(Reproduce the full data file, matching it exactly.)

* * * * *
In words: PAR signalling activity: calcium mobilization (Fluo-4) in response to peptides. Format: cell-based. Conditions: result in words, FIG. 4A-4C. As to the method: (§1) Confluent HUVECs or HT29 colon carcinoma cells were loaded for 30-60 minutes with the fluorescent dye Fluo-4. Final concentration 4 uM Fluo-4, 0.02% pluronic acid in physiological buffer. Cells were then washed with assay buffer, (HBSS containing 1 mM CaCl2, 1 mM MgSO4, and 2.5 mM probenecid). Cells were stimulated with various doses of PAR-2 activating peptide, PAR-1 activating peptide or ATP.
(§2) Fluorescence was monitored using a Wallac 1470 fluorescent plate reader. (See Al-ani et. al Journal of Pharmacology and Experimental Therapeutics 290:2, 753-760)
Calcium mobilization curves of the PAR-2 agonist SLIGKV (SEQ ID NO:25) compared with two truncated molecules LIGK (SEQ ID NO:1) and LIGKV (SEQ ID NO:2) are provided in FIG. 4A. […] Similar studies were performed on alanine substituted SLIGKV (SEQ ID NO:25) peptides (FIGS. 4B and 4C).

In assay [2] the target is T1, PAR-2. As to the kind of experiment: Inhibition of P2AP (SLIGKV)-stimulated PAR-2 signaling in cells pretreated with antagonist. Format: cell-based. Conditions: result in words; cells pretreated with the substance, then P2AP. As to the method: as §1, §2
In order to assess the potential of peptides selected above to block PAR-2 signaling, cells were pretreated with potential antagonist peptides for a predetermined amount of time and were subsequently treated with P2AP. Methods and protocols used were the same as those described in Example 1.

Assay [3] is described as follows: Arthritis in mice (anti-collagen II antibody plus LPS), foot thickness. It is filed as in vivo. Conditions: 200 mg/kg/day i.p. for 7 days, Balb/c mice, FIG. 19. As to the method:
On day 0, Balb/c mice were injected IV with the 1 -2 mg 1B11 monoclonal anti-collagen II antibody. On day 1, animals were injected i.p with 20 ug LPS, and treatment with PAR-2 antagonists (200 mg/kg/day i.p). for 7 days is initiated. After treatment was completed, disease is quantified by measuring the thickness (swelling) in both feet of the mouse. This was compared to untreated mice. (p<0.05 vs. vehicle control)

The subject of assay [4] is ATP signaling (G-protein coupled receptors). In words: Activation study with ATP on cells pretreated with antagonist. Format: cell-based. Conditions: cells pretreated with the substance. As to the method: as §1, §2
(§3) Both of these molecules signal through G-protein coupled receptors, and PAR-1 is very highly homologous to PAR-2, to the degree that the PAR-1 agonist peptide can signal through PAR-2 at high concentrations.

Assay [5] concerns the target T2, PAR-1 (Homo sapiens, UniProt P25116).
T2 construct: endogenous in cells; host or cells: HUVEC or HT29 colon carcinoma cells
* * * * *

In words: PAR signalling activity: calcium mobilization (Fluo-4) in response to peptides. Format: cell-based. Conditions: result in words, FIG. 4A-4C. As to the method: (§1) Confluent HUVECs or HT29 colon carcinoma cells were loaded for 30-60 minutes with the fluorescent dye Fluo-4. Final concentration 4 uM Fluo-4, 0.02% pluronic acid in physiological buffer. Cells were then washed with assay buffer, (HBSS containing 1 mM CaCl2, 1 mM MgSO4, and 2.5 mM probenecid). Cells were stimulated with various doses of PAR-2 activating peptide, PAR-1 activating peptide or ATP.
(§2) Fluorescence was monitored using a Wallac 1470 fluorescent plate reader. (See Al-ani et. al Journal of Pharmacology and Experimental Therapeutics 290:2, 753-760)
Calcium mobilization curves of the PAR-2 agonist SLIGKV (SEQ ID NO:25) compared with two truncated molecules LIGK (SEQ ID NO:1) and LIGKV (SEQ ID NO:2) are provided in FIG. 4A. […] Similar studies were performed on alanine substituted SLIGKV (SEQ ID NO:25) peptides (FIGS. 4B and 4C).

In assay [2] the target is T1, PAR-2. As to the kind of experiment: Inhibition of P2AP (SLIGKV)-stimulated PAR-2 signaling in cells pretreated with antagonist. Format: cell-based. Conditions: result in words; cells pretreated with the substance, then P2AP. As to the method: as §1, §2
In order to assess the potential of peptides selected above to block PAR-2 signaling, cells were pretreated with potential antagonist peptides for a predetermined amount of time and were subsequently treated with P2AP. Methods and protocols used were the same as those described in Example 1.

Assay [3] is described as follows: Arthritis in mice (anti-collagen II antibody plus LPS), foot thickness. It is filed as in vivo. Conditions: 200 mg/kg/day i.p. for 7 days, Balb/c mice, FIG. 19. As to the method:
On day 0, Balb/c mice were injected IV with the 1 -2 mg 1B11 monoclonal anti-collagen II antibody. On day 1, animals were injected i.p with 20 ug LPS, and treatment with PAR-2 antagonists (200 mg/kg/day i.p). for 7 days is initiated. After treatment was completed, disease is quantified by measuring the thickness (swelling) in both feet of the mouse. This was compared to untreated mice. (p<0.05 vs. vehicle control)

The subject of assay [4] is ATP signaling (G-protein coupled receptors). In words: Activation study with ATP on cells pretreated with antagonist. Format: cell-based. Conditions: cells pretreated with the substance. As to the method: as §1, §2
(§3) Both of these molecules signal through G-protein coupled receptors, and PAR-1 is very highly homologous to PAR-2, to the degree that the PAR-1 agonist peptide can signal through PAR-2 at high concentrations.

Assay [5] concerns the target T2, PAR-1 (Homo sapiens, UniProt P25116).
T2 construct: endogenous in cells; host or cells: HUVEC or HT29 colon carcinoma cells